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Meaning Relations

1. Synonymy is a meaning relation which involves two or more expression having the same interpretation. Synonymy will always mean one of two or more words in the English language which have the same or very nearly the same essential meaning.
Synonym: words which have the same meaning.

Three kinds of synonymy

  • True synonymy is a meaning relation which involves two or more sentences having the same exact meaning.

e.g.

"Uncle is a true synonymy of the brother of one’s father or mother, or the husband of one’s aunt."


  • Close synonymy is a meaning relation which involves two or more expressions of which the interpretation is not entirely the same but very close.

e.g. war, battle, combat, fight, struggle.

  • Partial synonymy is a meaning relation in which the meaning or interpretation of one lexicon only a part of the meaning of the other.

e.g. hen is partial meaning of chicken.

2. Antonymy: a meaning relation which involves two or more lexicons having opposite interpretations/ meanings.

Four kinds of antonymy


  • True antonymy: the meaning relation which involves two or more lexicons having true opposite meaning.
e.g. - male vs. female
      - true vs. false
  • Reciprocal antonymy: the meaning relation which involves two or more lexicons having reciprocal opposite meaning. Usually, it is in the form of actions.
e.g. - close vs. open
       - sleep vs. awake
  • Gradual antonymy: the meaning relation which involves two or more lexicons having gradual opposite meaning.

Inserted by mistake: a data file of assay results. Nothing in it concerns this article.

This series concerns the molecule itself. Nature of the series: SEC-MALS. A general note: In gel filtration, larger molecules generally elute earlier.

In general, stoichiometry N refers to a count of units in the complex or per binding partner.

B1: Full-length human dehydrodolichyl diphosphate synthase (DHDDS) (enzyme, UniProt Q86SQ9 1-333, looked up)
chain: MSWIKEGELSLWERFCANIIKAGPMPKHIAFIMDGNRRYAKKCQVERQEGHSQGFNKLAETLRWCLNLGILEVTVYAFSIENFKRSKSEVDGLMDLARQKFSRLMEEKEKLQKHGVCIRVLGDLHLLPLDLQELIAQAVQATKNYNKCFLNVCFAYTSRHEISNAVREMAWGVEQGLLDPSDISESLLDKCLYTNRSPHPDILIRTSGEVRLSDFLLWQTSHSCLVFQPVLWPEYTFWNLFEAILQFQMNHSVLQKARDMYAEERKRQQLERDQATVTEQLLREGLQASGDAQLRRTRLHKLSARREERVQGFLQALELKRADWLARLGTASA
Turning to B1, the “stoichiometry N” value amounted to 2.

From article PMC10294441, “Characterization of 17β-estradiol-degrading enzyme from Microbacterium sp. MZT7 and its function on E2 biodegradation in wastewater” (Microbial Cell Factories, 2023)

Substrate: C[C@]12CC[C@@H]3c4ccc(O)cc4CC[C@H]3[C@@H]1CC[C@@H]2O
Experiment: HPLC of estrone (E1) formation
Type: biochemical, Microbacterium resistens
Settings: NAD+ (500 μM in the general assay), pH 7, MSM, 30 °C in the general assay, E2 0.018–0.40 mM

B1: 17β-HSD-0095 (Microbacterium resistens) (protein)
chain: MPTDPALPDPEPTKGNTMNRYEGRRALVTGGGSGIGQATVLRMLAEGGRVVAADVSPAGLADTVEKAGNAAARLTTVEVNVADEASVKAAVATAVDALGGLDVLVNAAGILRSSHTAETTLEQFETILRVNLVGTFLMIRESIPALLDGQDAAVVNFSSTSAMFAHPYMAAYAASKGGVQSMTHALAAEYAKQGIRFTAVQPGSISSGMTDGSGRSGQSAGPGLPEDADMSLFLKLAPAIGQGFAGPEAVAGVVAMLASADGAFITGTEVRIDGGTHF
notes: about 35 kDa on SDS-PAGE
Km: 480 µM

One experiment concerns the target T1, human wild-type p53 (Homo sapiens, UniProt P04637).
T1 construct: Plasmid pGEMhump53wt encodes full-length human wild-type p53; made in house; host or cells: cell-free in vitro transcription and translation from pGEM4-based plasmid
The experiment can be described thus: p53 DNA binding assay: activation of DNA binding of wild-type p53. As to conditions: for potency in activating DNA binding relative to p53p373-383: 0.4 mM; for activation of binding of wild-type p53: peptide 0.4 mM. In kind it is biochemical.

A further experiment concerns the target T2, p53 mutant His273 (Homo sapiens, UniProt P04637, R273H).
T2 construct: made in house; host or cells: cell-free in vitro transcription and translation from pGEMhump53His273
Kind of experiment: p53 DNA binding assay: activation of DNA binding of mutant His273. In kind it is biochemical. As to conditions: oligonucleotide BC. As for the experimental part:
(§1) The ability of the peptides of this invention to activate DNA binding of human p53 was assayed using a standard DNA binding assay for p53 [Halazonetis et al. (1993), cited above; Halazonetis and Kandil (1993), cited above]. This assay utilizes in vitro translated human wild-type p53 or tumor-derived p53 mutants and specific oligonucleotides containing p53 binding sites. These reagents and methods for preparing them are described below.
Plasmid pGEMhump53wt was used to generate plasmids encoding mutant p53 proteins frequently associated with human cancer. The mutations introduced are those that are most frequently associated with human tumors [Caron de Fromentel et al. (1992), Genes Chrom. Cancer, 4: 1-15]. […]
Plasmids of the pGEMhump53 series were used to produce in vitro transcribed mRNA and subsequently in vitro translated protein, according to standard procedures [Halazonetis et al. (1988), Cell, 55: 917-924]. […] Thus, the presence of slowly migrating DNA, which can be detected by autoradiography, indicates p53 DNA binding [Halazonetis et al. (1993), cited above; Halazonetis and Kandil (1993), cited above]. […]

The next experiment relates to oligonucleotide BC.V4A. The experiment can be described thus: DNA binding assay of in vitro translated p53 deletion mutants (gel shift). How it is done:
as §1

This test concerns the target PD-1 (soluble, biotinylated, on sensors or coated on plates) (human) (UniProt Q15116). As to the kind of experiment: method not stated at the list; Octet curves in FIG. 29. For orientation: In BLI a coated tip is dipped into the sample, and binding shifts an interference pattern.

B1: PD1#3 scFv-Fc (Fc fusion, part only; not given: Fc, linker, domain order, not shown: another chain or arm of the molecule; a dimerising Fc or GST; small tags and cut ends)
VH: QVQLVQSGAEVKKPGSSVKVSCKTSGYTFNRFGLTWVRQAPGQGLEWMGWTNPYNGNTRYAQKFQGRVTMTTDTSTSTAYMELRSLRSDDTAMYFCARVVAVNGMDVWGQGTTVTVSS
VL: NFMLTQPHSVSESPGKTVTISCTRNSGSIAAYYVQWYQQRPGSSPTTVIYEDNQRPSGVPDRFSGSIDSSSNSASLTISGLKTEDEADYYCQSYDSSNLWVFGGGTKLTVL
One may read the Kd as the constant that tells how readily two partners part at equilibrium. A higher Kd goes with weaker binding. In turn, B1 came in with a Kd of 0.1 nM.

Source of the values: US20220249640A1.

e.g. - uninjured- barely injured –injured- badly wounded- died
      - big – medium – small
  • One- to- many antonymy: the meaning relation in which one lexicons has many opposite meanings.

e.g. . sweet vs. bitter
                      salty
                      sour
                      hot
                      etc.
3. Hyponymy: a relationship between two words, in which the meaning of one of the words includes the meaning of the other words
e.g. ‘Eagle’, ‘swallow’, ‘parrot’, etc. are hyponyms of the super ordinate ‘bird’

4. Ambiguity: a meaning relation which involve only one expression having more than one interpretation.


  • Lexical ambiguity arises when context is insufficient to determine the sense of a single word that has more than one meaning.
e.g. can, bank, duck etc.
  • Syntactic ambiguity arises when a sentence can be parsed in more than one way.
e.g. The chicken is ready to eat

5. Polysemy is a word or phrase with multiple, related meanings
e.g.

The house is at the foot of the mountains
One of his shoes felt too tight for his foot
'Foot' here refers to the bottom part of the mountains in the first sentence and the bottom part of the leg in the second.
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4 comments:

  1. Sir....Do you mind explaining about types of meaning....It will help your students and all the visitors who have curiosity to study this stuff.

    ReplyDelete

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